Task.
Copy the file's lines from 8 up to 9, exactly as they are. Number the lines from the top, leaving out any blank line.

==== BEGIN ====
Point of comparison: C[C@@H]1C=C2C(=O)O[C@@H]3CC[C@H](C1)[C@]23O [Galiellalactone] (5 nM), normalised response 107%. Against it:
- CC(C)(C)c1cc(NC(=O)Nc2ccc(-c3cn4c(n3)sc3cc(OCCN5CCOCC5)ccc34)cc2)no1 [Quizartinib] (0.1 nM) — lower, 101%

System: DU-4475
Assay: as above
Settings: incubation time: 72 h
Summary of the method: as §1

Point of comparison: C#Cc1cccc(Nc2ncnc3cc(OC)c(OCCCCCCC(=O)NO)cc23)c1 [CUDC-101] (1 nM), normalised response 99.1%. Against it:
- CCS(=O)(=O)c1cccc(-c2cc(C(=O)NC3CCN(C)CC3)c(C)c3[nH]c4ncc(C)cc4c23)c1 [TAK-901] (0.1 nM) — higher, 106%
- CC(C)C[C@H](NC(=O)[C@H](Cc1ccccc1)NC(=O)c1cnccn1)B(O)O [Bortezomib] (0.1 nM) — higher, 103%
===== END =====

- CCS(=O)(=O)c1cccc(-c2cc(C(=O)NC3CCN(C)CC3)c(C)c3[nH]c4ncc(C)cc4c23)c1 [TAK-901] (0.1 nM) — higher, 106%
- CC(C)C[C@H](NC(=O)[C@H](Cc1ccccc1)NC(=O)c1cnccn1)B(O)O [Bortezomib] (0.1 nM) — higher, 103%